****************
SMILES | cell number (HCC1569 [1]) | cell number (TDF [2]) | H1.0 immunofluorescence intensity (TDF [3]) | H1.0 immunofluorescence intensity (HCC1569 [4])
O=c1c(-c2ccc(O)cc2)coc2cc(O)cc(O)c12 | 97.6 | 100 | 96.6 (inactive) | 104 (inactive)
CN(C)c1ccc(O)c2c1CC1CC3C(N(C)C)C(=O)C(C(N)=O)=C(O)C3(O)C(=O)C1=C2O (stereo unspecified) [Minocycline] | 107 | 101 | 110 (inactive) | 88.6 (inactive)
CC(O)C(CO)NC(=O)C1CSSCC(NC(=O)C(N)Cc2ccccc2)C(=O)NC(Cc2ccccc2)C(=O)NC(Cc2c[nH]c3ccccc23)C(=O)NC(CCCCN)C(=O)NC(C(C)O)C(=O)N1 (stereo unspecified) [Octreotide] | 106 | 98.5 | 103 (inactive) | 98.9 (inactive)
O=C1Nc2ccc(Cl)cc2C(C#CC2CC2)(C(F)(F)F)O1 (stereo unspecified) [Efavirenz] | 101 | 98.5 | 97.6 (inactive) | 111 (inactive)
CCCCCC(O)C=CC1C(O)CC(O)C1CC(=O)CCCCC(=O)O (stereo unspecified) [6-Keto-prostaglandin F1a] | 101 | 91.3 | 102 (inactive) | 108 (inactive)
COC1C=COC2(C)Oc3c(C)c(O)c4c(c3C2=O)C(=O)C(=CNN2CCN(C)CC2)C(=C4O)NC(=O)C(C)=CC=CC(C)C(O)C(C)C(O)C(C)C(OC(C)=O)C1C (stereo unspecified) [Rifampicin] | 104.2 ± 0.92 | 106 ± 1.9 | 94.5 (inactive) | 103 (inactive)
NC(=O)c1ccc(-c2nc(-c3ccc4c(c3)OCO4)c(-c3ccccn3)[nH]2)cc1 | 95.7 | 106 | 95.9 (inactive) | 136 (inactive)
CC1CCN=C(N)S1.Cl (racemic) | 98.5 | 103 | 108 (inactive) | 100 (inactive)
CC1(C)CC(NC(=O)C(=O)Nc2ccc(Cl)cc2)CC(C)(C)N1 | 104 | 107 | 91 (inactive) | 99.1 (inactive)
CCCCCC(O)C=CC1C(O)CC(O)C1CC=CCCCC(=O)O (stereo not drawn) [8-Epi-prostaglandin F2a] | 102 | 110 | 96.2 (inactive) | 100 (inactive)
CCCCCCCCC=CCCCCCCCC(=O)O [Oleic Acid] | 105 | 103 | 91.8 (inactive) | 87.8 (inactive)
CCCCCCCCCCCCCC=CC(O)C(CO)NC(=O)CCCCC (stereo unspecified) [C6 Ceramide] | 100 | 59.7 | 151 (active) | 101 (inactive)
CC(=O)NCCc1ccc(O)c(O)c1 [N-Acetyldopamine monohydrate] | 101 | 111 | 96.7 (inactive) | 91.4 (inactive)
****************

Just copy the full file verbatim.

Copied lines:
SMILES | cell number (HCC1569 [1]) | cell number (TDF [2]) | H1.0 immunofluorescence intensity (TDF [3]) | H1.0 immunofluorescence intensity (HCC1569 [4])
O=c1c(-c2ccc(O)cc2)coc2cc(O)cc(O)c12 | 97.6 | 100 | 96.6 (inactive) | 104 (inactive)
CN(C)c1ccc(O)c2c1CC1CC3C(N(C)C)C(=O)C(C(N)=O)=C(O)C3(O)C(=O)C1=C2O (stereo unspecified) [Minocycline] | 107 | 101 | 110 (inactive) | 88.6 (inactive)
CC(O)C(CO)NC(=O)C1CSSCC(NC(=O)C(N)Cc2ccccc2)C(=O)NC(Cc2ccccc2)C(=O)NC(Cc2c[nH]c3ccccc23)C(=O)NC(CCCCN)C(=O)NC(C(C)O)C(=O)N1 (stereo unspecified) [Octreotide] | 106 | 98.5 | 103 (inactive) | 98.9 (inactive)
O=C1Nc2ccc(Cl)cc2C(C#CC2CC2)(C(F)(F)F)O1 (stereo unspecified) [Efavirenz] | 101 | 98.5 | 97.6 (inactive) | 111 (inactive)
CCCCCC(O)C=CC1C(O)CC(O)C1CC(=O)CCCCC(=O)O (stereo unspecified) [6-Keto-prostaglandin F1a] | 101 | 91.3 | 102 (inactive) | 108 (inactive)
COC1C=COC2(C)Oc3c(C)c(O)c4c(c3C2=O)C(=O)C(=CNN2CCN(C)CC2)C(=C4O)NC(=O)C(C)=CC=CC(C)C(O)C(C)C(O)C(C)C(OC(C)=O)C1C (stereo unspecified) [Rifampicin] | 104.2 ± 0.92 | 106 ± 1.9 | 94.5 (inactive) | 103 (inactive)
NC(=O)c1ccc(-c2nc(-c3ccc4c(c3)OCO4)c(-c3ccccn3)[nH]2)cc1 | 95.7 | 106 | 95.9 (inactive) | 136 (inactive)
CC1CCN=C(N)S1.Cl (racemic) | 98.5 | 103 | 108 (inactive) | 100 (inactive)
CC1(C)CC(NC(=O)C(=O)Nc2ccc(Cl)cc2)CC(C)(C)N1 | 104 | 107 | 91 (inactive) | 99.1 (inactive)
CCCCCC(O)C=CC1C(O)CC(O)C1CC=CCCCC(=O)O (stereo not drawn) [8-Epi-prostaglandin F2a] | 102 | 110 | 96.2 (inactive) | 100 (inactive)
CCCCCCCCC=CCCCCCCCC(=O)O [Oleic Acid] | 105 | 103 | 91.8 (inactive) | 87.8 (inactive)
CCCCCCCCCCCCCC=CC(O)C(CO)NC(=O)CCCCC (stereo unspecified) [C6 Ceramide] | 100 | 59.7 | 151 (active) | 101 (inactive)
CC(=O)NCCc1ccc(O)c(O)c1 [N-Acetyldopamine monohydrate] | 101 | 111 | 96.7 (inactive) | 91.4 (inactive)